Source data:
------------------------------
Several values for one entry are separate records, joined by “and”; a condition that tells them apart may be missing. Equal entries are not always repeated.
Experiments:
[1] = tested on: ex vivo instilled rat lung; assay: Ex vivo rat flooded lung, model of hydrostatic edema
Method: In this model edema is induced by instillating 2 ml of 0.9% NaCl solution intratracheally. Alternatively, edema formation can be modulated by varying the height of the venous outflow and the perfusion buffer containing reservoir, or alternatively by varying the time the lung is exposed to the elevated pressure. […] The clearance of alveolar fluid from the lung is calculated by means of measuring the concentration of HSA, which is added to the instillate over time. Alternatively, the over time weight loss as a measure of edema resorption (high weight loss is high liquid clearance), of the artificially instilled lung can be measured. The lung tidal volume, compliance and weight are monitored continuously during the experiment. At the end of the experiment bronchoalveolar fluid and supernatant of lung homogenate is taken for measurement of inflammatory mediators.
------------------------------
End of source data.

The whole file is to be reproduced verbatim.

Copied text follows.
Several values for one entry are separate records, joined by “and”; a condition that tells them apart may be missing. Equal entries are not always repeated.
Experiments:
[1] = tested on: ex vivo instilled rat lung; assay: Ex vivo rat flooded lung, model of hydrostatic edema
Method: In this model edema is induced by instillating 2 ml of 0.9% NaCl solution intratracheally. Alternatively, edema formation can be modulated by varying the height of the venous outflow and the perfusion buffer containing reservoir, or alternatively by varying the time the lung is exposed to the elevated pressure. […] The clearance of alveolar fluid from the lung is calculated by means of measuring the concentration of HSA, which is added to the instillate over time. Alternatively, the over time weight loss as a measure of edema resorption (high weight loss is high liquid clearance), of the artificially instilled lung can be measured. The lung tidal volume, compliance and weight are monitored continuously during the experiment. At the end of the experiment bronchoalveolar fluid and supernatant of lung homogenate is taken for measurement of inflammatory mediators.